It was a summer graduation celebration with a difference for the University of Cape Town (UCT) community on Tuesday, 15 December 2020.
The steps below the Sarah Baartman Hall on upper campus were deserted and the hall was under lock and key. A far cry from UCT’s traditional graduation ceremonies – roaring laughter, congratulatory hugs, the best fashion and loads of photos taken of graduands, their loved ones and the academics who contributed to their success.
Instead, the December cohort were glued to their computers to participate in a virtual graduation celebratory event – the first of its kind for the university since the onset of the COVID-19 pandemic. The event followed UCT’s first virtual graduation celebration held on Monday, 14 December, in honour of the March cohort, who graduated in absentia earlier this year.
In keeping with tradition, the pre-recorded celebration included performances by the marimba band and a praise poet. The Cape Town Youth Choir performed the national anthem. In a rare occurrence, the deans from all UCT’s faculties offered their students special congratulatory messages.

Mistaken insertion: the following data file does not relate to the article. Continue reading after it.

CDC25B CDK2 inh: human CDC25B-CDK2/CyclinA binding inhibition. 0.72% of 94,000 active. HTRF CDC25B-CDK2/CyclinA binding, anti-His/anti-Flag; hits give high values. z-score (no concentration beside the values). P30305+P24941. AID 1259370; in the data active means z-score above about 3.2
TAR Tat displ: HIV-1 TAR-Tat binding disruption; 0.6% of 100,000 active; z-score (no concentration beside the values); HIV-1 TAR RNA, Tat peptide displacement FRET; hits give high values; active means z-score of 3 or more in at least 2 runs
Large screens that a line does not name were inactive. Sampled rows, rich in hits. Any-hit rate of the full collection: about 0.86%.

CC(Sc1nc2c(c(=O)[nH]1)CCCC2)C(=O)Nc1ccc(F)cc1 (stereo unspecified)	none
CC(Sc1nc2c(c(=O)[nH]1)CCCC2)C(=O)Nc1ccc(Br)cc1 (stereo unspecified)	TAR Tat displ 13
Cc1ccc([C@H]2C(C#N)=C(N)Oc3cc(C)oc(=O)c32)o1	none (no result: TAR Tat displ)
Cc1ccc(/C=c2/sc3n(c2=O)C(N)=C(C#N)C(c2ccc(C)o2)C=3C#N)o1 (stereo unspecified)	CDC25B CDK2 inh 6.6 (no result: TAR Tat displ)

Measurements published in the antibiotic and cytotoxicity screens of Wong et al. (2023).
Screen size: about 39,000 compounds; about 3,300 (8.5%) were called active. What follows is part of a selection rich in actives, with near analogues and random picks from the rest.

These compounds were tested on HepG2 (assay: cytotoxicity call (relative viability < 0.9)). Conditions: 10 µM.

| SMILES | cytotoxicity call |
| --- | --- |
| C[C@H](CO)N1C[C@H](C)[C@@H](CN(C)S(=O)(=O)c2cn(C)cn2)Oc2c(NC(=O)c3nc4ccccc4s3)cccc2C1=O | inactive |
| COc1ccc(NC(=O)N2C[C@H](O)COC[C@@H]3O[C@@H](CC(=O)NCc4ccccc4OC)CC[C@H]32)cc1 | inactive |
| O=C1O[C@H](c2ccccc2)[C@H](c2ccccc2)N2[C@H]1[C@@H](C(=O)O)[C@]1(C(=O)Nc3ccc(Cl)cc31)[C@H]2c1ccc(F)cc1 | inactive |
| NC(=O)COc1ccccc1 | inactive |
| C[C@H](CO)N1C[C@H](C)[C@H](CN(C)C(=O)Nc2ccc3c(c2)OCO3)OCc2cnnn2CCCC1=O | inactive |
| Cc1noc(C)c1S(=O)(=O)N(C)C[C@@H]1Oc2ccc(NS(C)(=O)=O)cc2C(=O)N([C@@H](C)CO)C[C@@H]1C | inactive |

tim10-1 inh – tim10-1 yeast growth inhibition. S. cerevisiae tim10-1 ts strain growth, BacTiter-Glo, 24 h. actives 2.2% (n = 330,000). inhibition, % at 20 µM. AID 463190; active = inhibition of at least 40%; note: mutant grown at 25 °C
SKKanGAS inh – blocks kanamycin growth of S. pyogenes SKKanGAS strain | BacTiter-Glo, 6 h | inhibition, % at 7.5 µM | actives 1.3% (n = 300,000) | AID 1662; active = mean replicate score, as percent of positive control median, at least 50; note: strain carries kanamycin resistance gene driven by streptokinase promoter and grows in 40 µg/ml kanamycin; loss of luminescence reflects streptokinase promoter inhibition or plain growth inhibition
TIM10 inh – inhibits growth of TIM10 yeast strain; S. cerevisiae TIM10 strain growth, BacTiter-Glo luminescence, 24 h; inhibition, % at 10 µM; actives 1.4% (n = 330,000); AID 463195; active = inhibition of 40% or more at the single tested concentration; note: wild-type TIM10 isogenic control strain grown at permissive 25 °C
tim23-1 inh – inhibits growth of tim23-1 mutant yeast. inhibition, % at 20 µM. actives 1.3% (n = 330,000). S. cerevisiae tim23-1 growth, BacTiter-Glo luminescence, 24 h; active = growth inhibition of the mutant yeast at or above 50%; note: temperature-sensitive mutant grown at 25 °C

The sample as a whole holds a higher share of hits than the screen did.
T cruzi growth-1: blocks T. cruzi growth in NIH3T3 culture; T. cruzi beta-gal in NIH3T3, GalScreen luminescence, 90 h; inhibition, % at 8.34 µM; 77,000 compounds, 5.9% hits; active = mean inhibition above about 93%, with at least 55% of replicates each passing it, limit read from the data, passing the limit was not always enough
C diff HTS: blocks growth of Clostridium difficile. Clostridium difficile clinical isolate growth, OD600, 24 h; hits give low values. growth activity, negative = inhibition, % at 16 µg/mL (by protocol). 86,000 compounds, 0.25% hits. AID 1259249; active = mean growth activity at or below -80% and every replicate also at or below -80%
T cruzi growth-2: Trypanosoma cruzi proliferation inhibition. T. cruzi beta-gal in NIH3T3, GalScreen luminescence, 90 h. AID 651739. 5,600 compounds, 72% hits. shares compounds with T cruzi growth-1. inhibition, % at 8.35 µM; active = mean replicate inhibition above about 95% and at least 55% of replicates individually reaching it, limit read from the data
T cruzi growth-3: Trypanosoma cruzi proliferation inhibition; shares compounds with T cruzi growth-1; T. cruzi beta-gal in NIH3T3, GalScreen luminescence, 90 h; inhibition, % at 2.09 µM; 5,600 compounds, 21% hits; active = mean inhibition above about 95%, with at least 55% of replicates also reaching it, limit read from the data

The university also conferred a Doctor of Letters (honoris causa) upon Professor James Midgley. Professor Midgley is a UCT alumnus who has produced an expansive and substantive body of work on social development that is not only relevant to the Global South, but also to international social development.
A time of celebration
UCT’s vice-chancellor, Professor Mamokgethi Phakeng, said that 1 500 graduates completed their academic programmes this December. This included more than 200 doctoral degrees – 23 in the Faculty of Commerce, 23 in the Faculty of Engineering & the Built Environment, 62 in the Faculty of Health Sciences, 35 in the Faculty of Humanities, 13 in the Faculty of Law and 45 in the Faculty of Science.
“Each accomplishment that we acknowledge today is notable.”